As an actor who's dabbled into directing, Josh Lawson felt it was the appropriate time to start asking questions as people start getting older and they start scrutinizing their time on earth. The end result is the Australian romantic time travel comedy Long Story Short. The film follows Teddy, played by Rafe Spall, who wakes up the morning after his wedding to discover that every few minutes, he's jumping forward to the next year of his life. I spoke with the actor and director about how he conceived the film, how Spall and Zahra Newman were perfect as Teddy and Leanne, and the film's inspirations.
Inspiration Behind Long Story Short
"I felt like I woke up one morning and looked back on the last few years and really had a bit of a crisis where I went," Lawson said. "'Where did it all go?' and 'What did I even do in the last year?' I mean, just last year was particularly unique because it was so memorable for all the wrong reasons [referring to pandemic]. The last year before that, if you're feeling like me, you kind of get to September or October, and then you go, 'What have I done in the last year? What have I even achieved?' I have one of those moments, and I was really struggling to come up with anything meaningful. That scared me because there are only so many Septembers you get in life. I felt like I'd wasted another one. I was scared. Frankly, I don't fear death so much, but I do see it not being alive, if that's right. I want desperately to be alive so that I can keep doing stuff because I really feel like I've got so much stuff to do. When I feel like I've wasted time, it really affects me. I wrote this film in the hope that other people were feeling the same way. It turns out a lot of people do. I think we do fear wasting time and not doing enough with the limited time we have."
Once Lawson got Long Story Short funded, it came to casting. Before Spall, he considered himself in the role of Teddy. "I think I have to entertain the idea of being in it, but I wasn't sold entirely on the fact that I was going to be the best person for it," he said. "I put myself down on tape for that role and just looked. I said, 'Look; if everyone else is auditioning, you should as well.' I see if I am the best person for the job. When I look back on my own audition, I didn't think I'm the guy for this. I think I did a fine job. Not only would it be a nightmare to be able to do all those things on such a small budget and a limited schedule. I just don't think I'm going to knock this out of the park. In fact, we had a lot of trouble casting Teddy. A lot of trouble."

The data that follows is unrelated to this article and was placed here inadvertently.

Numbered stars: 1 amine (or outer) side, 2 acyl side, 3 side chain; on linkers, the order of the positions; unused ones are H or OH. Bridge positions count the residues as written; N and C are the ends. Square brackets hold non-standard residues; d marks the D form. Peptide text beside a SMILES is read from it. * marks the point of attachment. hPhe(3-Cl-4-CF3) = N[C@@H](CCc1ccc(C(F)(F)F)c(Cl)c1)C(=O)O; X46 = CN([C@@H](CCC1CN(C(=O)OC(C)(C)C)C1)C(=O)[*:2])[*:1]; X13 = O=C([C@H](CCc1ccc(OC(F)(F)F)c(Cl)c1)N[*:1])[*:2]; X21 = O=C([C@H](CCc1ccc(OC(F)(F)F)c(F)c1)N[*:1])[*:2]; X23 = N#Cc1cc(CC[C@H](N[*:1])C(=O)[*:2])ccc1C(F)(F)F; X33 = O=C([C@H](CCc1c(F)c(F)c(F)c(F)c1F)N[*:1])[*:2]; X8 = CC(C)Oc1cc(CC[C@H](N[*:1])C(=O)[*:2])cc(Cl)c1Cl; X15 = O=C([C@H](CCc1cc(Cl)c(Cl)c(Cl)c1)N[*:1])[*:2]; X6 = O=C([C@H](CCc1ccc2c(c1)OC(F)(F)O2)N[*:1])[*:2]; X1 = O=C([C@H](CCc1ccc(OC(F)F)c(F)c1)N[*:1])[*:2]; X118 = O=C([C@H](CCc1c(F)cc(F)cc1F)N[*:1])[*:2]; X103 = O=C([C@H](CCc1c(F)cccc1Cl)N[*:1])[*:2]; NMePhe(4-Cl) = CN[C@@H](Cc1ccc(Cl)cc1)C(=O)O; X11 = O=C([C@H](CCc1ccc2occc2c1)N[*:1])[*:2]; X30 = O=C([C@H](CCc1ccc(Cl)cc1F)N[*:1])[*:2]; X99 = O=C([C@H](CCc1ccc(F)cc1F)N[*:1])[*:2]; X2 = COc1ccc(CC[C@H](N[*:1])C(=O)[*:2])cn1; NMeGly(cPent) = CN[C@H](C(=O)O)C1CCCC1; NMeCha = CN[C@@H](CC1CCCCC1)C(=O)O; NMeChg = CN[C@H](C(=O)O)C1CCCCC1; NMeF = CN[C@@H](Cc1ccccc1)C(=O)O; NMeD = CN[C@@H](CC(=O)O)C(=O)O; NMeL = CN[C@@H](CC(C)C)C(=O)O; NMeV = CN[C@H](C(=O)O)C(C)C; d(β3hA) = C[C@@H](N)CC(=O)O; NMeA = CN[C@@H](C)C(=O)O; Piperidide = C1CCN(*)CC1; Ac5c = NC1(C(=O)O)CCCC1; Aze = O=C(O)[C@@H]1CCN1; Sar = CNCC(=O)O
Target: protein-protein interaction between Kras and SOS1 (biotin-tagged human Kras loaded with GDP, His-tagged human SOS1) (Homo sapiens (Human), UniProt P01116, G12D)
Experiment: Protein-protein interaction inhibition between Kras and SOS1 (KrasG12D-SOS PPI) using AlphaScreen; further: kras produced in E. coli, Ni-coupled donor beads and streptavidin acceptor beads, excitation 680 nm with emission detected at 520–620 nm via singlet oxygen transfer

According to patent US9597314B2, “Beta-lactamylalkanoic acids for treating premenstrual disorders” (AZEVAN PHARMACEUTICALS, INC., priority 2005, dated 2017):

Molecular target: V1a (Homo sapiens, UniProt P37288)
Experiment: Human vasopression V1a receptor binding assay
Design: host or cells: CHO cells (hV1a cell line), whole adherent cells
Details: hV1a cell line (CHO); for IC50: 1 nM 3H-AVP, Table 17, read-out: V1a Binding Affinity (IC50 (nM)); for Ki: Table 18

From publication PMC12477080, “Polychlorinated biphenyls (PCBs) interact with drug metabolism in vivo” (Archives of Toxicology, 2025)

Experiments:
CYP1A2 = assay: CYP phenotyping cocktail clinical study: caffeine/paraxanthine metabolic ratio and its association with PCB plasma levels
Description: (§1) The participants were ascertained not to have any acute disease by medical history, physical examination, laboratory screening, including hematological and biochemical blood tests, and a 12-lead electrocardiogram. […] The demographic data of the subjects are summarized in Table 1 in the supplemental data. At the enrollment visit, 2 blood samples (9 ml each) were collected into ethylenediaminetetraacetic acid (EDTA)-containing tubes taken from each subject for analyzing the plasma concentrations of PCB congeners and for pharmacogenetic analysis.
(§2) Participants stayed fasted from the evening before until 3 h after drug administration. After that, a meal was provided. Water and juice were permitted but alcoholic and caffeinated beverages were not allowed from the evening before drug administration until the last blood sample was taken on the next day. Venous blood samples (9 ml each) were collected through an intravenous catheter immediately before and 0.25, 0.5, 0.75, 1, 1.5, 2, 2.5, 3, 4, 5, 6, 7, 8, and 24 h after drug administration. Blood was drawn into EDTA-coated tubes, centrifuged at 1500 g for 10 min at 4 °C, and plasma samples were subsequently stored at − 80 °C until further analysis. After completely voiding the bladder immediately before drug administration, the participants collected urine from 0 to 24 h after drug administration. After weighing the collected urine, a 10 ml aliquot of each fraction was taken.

When it came to casing Leanne, it wasn't as difficult. "I think Zahra was the third audition I looked at," Lawson recalled. "I was like, 'Wow! She's the woman to be Leanne. My God, she really just smashed it.'" He described how his auditioning process those he cast had to be compatible with his writing. "We were seeing lots of Teddys, but the problem with a lot of great actors is the way I write," he continued. "It's a lot of dialogue, and you need to be a bit like me, which is a fast talker and a fast thinker. If your rhythm's a little slower, then this material is not suited to you. When my agent hooked me up with Rafe, who was in England at the time, we had a long chat on the phone. I knew that his rhythms were perfect because he was a fast talker. He had gravitas. I just knew from talking to him that he could handle this material, and he didn't disappoint. He was really a godsend ultimately because we've seen a lot of back and forth but couldn't find anyone. it was one of those instances where once Rafe came on board, 'Oh, my God!' It was like the role was written for him and perfect for it." The director himself ended up playing Patrick.
When it came to inspiration for Long Story Short, Lawson evoked Harold Ramis, Richard Donner, and Frank Capra. "Groundhog Day is probably the most famous high concept rom-com of all time," he said. "There's a bit of time granted that essentially goes back in time, 24 hours every day. This goes forward a year, every two minutes. I mean, different, but, yes, I can see the similarity. That's not the only one. I would say It's a Wonderful Life. Frank Capra was an influence on the film. I'd say Scrooged. Bill Murray' in Scrooged is an influence on the film as well. You know, being able to look at your life in snapshots is a bit more A Christmas Carol than Groundhog Day in a way."
On Spall and Newman's chemistry, Lawson contrasted their personalities. "Well, I think they certainly hit it off right away, but that doesn't necessarily mean chemistry on screen," he explained. "I think what was important was that they have similarities and differences. Similarities in that they're both quick, and they know they're on each other's cues very well so that there's real back and forth when they are in heavy dialog scenes. What's really helpful is that they've got very different sensibilities as well. Zarah's function in the film is to be a lot more grounded than Teddy, who's trapped in this curse. He gets more manic as he goes on. Leanne has her shit together so much more. That dynamic is to be obvious in this. They couldn't be the same sort of person, because that would I think it just wouldn't feel interesting to watch so that they complemented each other. As crazy as he is, she's more grounded. As flighty as he is, she's more focused. Ultimately, they are kind of perfect for each other. There is a bit of an opposites attract thing going on. Romance chemistry on screen in a rom-com is hard to predict exactly right. We got lucky in a sense. I think they have excellent onscreen chemistry. That was always going to be a bit of like a Hail Mary. You want to make sure 100 percent it was going to work."
Saban Films' Long Story Short, which also stars Ronny Chieng, Dena Kaplan, and Noni Hazlehurts, comes to theaters, on-demand, and digital on July 2nd.